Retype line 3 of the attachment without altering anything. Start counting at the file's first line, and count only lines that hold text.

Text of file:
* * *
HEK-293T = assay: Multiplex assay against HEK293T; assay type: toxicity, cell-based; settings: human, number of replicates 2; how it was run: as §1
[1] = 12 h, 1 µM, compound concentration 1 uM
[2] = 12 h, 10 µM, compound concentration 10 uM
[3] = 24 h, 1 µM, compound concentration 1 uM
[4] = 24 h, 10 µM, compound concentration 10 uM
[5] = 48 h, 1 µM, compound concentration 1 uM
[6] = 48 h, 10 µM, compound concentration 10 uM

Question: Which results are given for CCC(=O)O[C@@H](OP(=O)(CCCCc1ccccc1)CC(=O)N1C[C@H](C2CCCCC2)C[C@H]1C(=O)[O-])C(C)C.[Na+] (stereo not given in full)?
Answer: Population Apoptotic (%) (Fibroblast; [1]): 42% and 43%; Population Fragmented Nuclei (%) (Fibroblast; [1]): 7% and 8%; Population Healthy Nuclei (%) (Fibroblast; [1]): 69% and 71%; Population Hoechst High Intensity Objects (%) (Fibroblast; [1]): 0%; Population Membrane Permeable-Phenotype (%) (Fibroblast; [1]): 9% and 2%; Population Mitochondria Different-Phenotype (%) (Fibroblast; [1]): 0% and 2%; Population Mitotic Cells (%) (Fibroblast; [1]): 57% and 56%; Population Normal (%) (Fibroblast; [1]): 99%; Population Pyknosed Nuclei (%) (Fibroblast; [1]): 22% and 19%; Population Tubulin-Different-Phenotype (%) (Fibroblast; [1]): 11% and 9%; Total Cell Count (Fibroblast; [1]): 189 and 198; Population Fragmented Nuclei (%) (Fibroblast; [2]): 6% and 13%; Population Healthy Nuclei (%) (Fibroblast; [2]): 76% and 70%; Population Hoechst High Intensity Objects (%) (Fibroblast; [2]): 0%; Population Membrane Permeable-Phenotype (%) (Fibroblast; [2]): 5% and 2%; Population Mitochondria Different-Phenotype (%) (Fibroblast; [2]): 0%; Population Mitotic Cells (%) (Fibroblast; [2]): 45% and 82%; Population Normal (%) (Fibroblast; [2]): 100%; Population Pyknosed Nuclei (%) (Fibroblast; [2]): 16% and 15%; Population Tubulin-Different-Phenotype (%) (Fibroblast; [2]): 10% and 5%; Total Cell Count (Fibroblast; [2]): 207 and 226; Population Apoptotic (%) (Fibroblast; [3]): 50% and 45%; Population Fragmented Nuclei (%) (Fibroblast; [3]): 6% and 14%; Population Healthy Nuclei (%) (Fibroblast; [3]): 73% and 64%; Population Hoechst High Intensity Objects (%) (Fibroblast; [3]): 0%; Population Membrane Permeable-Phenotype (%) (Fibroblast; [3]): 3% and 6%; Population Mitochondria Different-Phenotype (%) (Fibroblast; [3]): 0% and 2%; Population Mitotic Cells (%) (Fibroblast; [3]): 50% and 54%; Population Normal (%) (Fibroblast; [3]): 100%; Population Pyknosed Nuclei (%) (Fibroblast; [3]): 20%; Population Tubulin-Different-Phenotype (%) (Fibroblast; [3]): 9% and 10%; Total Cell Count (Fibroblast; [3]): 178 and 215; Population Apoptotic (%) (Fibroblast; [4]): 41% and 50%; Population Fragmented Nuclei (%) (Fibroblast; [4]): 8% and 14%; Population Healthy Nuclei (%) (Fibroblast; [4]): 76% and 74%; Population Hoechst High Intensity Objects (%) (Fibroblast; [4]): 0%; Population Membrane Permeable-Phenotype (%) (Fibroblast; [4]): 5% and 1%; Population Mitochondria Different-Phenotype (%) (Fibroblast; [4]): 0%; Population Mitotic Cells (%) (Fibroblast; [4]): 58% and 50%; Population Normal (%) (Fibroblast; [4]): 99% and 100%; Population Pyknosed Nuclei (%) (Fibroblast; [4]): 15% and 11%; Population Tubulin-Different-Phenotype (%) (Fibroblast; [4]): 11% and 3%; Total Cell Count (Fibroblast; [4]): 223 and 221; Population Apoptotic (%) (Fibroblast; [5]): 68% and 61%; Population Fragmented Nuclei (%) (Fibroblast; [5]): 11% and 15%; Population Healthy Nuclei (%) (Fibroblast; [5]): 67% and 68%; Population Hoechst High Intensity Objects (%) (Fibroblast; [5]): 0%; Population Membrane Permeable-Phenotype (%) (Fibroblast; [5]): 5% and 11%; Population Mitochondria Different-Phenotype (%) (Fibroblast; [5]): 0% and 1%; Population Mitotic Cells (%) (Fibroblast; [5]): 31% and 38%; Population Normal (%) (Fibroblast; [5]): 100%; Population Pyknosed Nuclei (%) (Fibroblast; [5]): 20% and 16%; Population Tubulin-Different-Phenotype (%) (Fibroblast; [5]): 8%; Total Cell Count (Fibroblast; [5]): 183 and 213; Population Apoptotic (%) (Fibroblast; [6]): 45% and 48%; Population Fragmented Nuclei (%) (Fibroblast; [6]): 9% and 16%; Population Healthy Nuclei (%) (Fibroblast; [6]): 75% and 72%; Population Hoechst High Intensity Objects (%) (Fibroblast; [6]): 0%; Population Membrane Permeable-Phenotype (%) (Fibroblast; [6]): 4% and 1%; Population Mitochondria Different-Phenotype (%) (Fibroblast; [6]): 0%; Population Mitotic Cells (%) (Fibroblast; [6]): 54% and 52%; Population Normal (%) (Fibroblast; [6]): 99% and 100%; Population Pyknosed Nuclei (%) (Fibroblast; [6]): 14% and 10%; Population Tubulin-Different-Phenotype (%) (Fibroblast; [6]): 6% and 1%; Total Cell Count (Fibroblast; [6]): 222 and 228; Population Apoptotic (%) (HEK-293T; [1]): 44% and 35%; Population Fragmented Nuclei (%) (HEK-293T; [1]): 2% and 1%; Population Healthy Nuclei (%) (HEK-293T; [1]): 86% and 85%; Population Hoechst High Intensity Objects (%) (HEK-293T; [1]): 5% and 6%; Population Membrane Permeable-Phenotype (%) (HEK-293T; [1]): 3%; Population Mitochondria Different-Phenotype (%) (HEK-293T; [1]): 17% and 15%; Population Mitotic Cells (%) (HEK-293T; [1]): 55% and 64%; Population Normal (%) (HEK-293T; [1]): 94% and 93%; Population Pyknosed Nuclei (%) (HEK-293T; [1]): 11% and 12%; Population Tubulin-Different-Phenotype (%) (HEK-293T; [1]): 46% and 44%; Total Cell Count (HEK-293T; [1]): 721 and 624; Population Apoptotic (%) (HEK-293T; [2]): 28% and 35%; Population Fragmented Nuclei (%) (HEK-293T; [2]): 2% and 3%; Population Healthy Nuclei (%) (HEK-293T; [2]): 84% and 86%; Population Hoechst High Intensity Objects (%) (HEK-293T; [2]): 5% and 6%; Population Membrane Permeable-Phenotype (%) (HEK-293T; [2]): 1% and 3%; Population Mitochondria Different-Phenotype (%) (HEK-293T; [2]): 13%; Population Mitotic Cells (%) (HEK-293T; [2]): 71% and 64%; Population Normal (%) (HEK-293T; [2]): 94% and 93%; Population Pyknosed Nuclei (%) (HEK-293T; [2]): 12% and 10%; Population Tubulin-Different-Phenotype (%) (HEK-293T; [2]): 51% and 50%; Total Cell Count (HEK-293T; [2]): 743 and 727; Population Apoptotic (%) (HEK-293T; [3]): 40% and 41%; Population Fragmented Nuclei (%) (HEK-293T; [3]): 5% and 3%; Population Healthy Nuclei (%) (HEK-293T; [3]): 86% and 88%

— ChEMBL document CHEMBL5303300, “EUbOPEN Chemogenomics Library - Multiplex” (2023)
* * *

[2] = 12 h, 10 µM, compound concentration 10 uM